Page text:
Thursday, 29 November 2012

21st International Conference on Bear Research and Management, India

The 21st International Conference on Bear Research and Management (IBA 2012), was held for the first time in India this week, which was jointly hosted by the ministry of environment and forests, Wildlife Institute of India (WII), the Central Zoo Authority, the Wildlife Trust of India (WTI), the World Society for the Protection of Animals (WSPA), and the International Fund for Animal Welfare (IFAW).
Delegates heard that recent research on animal welfare showed that more than 85% Indians believe that animals have as many rights as people. According to surveys conducted by the World Society for Protection of Animals (WSPA), 87% people in India think that animals have as many rights as people and 83% Indians believe protecting animals from the effect of natural disasters is important. Besides, 73% believe the treatment of animals is a serious challenge and that they should be protected from the effect of natural disasters.
"Animals matter to the planet. Protecting them is vital to any successful response to the biggest issues of our time, from disasters and climate change, to stable food supplies and good health. The welfare of animals affects us all, and protecting them cannot wait," Mike Baker, CEO of WSPA, said while launching its campaign for animal welfare in India Monday. Underlining the reason for WSPA launching its campaign in India, he said: "India is a global power today and a unique country with a passion for animals that is embedded in its culture. It can give a perspective to the link between human and animal welfare." In his presentation, Baker gave three different examples - one from the island of Bali in Indonesia and two from India. In all three cases, the WSPA had helped protect animals from being culled at the same time rehabilitating humans dependent on them.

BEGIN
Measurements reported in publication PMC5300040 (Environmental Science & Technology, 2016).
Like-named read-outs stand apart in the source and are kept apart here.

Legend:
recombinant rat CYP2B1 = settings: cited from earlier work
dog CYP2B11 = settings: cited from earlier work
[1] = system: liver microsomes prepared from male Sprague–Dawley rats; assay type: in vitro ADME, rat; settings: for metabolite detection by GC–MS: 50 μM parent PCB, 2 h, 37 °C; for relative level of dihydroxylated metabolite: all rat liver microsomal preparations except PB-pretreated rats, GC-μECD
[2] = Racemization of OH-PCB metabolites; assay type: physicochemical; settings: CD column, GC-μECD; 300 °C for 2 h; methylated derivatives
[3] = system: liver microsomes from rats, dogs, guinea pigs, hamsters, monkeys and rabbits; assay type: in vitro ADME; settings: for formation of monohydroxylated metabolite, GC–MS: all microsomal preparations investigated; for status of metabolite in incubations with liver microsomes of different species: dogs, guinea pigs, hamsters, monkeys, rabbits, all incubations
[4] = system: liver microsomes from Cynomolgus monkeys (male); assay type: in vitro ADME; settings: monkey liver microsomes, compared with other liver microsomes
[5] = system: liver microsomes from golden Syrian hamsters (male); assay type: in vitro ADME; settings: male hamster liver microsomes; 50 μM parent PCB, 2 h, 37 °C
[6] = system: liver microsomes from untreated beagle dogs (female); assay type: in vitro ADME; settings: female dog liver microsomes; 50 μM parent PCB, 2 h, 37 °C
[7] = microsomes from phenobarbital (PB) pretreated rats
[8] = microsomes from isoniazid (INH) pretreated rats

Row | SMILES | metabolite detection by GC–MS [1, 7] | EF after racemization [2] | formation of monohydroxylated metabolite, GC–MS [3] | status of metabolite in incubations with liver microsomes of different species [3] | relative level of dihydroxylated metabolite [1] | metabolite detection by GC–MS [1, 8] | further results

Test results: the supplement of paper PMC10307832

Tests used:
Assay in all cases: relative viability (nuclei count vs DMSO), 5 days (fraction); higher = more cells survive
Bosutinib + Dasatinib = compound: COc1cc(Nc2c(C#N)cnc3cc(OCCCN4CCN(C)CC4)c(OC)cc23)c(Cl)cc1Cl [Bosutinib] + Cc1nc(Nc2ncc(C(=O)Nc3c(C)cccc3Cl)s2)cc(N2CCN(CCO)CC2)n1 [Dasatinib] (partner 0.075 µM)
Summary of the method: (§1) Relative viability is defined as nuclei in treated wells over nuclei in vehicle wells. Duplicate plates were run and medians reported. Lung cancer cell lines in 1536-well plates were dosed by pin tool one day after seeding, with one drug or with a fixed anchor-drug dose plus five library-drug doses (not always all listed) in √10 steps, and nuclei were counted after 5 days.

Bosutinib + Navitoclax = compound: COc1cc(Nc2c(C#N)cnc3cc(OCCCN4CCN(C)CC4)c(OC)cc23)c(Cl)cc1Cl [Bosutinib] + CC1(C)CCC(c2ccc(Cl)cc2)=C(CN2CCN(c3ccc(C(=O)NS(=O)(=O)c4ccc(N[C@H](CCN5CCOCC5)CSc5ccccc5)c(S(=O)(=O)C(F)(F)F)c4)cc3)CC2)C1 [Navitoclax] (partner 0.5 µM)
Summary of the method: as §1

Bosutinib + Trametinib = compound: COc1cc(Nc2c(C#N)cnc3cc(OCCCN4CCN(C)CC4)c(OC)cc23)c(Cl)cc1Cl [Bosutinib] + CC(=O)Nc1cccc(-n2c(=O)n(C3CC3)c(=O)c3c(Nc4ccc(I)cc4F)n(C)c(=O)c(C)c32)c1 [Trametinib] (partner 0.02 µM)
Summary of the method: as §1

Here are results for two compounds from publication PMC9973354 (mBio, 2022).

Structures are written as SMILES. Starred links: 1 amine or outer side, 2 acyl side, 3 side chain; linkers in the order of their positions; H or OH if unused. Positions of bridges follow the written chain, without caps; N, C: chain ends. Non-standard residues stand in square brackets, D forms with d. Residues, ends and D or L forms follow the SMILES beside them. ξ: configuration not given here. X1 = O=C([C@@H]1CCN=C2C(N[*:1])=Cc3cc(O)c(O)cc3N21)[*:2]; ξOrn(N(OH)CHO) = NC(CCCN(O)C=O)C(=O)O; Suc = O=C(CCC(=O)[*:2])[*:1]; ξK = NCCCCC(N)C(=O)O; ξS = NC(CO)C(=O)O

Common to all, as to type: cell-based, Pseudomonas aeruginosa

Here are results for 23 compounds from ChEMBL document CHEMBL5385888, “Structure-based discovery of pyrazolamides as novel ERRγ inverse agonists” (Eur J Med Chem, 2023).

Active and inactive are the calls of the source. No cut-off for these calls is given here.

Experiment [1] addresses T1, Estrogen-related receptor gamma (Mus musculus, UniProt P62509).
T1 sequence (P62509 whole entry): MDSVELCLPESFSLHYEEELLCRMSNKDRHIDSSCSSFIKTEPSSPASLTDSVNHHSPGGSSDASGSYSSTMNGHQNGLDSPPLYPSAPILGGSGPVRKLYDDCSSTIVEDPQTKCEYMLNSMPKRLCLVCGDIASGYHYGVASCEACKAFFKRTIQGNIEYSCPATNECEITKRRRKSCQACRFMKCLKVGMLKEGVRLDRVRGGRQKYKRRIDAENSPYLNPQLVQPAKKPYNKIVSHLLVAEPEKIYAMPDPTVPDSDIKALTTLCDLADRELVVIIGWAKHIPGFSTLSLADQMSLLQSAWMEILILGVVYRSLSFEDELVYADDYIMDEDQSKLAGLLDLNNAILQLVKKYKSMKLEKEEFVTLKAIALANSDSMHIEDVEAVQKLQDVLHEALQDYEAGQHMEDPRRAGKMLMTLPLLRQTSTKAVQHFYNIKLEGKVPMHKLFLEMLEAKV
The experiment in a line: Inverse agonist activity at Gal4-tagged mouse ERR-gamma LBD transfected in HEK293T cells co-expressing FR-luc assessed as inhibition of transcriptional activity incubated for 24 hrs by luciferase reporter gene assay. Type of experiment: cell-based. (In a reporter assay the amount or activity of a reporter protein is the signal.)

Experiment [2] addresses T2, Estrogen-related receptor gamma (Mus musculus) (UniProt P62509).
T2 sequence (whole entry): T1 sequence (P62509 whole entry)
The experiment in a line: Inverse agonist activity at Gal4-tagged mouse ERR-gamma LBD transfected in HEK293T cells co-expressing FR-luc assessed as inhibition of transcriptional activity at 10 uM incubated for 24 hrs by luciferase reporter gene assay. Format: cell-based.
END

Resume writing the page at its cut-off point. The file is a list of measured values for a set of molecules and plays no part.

Other speakers who spoke on the occasion included R.M. Kharb, chairman of Animal Welfare Board of India (AWBI), Chinny Krishna, vice president of the AWBI and Emily Reeves, director of programmes, WSPA (Asia Pacific). "This campaign is necessary as human-animal conflicts are increasing and animals usually lose in these. Also, enforcement of animal protection laws in India is a big grey area," said Kharb.
Krishna echoed Kharb. "India has the finest animal protection laws in the world. But their implementation is woefully poor." "Indians believe that every life is sacred. And yet, what we do to animals should shame us," he added.
Reeves said: "Collaboration is essential for success. Wide-scale change that is sustainable can only be brought about by collaboration."
Sadly due to unforeseen circumstances, Heather Bacon could not fly out to India to give her presentation, which was very frustrating. However, JMICAWE were delighted that the launch of WSPA's campaign came on the same day when union minister of Environment and Forests, Jayanthi Natarajan launched the National Bear Action Plan in the capital.

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